News & Views | Published:


Methodological triangulation

Nature Human Behaviourvolume 2pages806807 (2018) | Download Citation

A new study demonstrates a novel research strategy for studying juries, moving inquiry forward more rapidly and efficiently.

Access optionsAccess options

Rent or Buy article

Get time limited or full article access on ReadCube.


All prices are NET prices.


  1. 1.

    Avorn, J. Powerful Medicines: The Benefits, Risks, and Costs of Prescription Drugs (Knopf, New York, 2004).

  2. 2.

    Pearson, J. M. et al. Nat. Hum. Behav. (2018).

  3. 3.

    Bornstein, B. H. Law Hum. Behav. 23, 75–91 (1999).

  4. 4.

    Bornstein, B. H. et al. Law Hum. Behav. 41, 13–28 (2017).

  5. 5.

    Diamond, S. S. Law Hum. Behav. 41, 561–571 (1997).

  6. 6.

    Pezdek, K., Avila-Mora, E. & Sperry, K. App. Cog. Psych. 24, 673–690 (2010).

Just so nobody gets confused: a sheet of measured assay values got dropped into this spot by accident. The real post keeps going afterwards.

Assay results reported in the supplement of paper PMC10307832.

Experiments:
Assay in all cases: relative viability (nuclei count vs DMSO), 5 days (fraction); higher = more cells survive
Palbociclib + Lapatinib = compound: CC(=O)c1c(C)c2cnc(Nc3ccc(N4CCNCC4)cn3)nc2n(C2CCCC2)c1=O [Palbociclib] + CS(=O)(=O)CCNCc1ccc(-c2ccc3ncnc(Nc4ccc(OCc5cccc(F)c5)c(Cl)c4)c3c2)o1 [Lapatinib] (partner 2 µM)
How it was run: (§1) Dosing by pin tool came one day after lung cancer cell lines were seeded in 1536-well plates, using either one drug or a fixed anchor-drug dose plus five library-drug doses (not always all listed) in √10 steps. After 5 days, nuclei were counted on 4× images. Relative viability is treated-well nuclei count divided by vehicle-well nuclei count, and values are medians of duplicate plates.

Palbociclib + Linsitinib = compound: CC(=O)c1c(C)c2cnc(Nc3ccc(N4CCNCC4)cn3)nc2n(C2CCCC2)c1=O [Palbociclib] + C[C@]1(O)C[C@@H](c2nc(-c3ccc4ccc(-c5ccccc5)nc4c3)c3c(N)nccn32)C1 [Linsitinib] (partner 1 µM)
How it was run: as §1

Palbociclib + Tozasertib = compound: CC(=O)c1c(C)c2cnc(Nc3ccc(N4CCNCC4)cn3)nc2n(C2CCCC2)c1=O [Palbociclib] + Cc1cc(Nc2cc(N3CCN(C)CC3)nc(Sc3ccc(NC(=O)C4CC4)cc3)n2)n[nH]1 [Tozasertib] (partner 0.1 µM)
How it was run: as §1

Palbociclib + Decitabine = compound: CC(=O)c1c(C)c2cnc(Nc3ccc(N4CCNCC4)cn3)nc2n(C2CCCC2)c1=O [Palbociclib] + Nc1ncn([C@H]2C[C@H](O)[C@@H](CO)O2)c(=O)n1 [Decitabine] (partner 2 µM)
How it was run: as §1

7. 7.

    National Research Council Strengthening Forensic Science in the United States: A Path Forward (National Academies Press, Washington DC, 2009).

  8. 8.

    Koehler, J. J., Schweitzer, N. J., Saks, M. J. & McQuiston, D. Psych. Public Policy Law 22, 401–413 (2016).

Download references

Author information


  1. Arizona State University, Phoenix, AZ, USA

    • Michael J. Saks


  1. Search for Michael J. Saks in:

Competing interests

The author declares no competing interests.

Corresponding author

Correspondence to Michael J. Saks.

About this article

Publication history


Issue Date


Newsletter Get the most important science stories of the day, free in your inbox. Sign up for Nature Briefing